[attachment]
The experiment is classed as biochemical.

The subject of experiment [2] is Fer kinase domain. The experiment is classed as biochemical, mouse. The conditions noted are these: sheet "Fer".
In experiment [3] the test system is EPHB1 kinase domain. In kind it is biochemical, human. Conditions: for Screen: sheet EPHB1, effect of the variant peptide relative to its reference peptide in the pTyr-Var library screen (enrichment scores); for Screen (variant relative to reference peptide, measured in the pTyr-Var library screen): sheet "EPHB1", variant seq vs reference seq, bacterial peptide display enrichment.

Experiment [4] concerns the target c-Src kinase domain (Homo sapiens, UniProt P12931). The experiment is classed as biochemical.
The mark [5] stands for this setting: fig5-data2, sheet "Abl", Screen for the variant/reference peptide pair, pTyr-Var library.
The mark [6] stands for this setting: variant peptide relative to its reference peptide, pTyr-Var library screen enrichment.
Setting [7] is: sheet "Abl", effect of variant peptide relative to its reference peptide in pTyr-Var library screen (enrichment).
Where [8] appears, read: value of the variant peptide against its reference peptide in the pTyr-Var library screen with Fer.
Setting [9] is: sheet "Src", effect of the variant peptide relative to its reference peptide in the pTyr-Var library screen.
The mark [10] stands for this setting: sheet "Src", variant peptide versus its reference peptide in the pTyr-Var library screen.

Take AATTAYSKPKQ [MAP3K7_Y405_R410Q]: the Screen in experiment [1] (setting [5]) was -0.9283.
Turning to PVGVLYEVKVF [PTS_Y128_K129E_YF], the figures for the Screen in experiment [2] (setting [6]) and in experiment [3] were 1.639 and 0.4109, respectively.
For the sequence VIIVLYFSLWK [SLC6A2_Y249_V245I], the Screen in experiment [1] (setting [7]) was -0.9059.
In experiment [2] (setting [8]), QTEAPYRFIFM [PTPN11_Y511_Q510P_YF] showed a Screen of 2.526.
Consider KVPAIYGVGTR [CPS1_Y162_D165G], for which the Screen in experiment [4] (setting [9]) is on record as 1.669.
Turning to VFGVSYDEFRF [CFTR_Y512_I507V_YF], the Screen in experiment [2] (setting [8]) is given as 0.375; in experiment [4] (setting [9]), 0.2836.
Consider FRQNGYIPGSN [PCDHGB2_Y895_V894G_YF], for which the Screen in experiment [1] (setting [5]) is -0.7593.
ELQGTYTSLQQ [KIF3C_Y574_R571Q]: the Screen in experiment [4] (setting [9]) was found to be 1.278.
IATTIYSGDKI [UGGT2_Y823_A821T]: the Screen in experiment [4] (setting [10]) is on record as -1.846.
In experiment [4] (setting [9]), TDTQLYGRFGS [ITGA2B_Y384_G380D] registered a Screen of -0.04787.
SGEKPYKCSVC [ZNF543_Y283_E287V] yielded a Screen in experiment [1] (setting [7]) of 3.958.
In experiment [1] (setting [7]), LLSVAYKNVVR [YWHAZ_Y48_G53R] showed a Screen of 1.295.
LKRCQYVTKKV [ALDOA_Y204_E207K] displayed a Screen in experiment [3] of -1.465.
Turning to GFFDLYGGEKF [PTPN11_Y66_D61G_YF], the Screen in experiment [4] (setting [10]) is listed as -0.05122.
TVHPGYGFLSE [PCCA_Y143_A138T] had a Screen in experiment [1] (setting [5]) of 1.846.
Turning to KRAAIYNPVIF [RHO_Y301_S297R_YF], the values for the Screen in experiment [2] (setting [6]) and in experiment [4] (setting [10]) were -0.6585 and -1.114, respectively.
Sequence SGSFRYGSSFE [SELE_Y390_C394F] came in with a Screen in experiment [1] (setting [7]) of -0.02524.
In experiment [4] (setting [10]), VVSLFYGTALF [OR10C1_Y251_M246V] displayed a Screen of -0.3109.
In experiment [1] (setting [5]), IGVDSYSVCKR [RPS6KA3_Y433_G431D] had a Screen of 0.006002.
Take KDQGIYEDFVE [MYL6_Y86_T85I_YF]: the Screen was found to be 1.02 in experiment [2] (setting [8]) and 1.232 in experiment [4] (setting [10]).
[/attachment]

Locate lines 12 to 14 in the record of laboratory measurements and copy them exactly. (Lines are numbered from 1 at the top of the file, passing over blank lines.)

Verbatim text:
Turning to PVGVLYEVKVF [PTS_Y128_K129E_YF], the figures for the Screen in experiment [2] (setting [6]) and in experiment [3] were 1.639 and 0.4109, respectively.
For the sequence VIIVLYFSLWK [SLC6A2_Y249_V245I], the Screen in experiment [1] (setting [7]) was -0.9059.
In experiment [2] (setting [8]), QTEAPYRFIFM [PTPN11_Y511_Q510P_YF] showed a Screen of 2.526.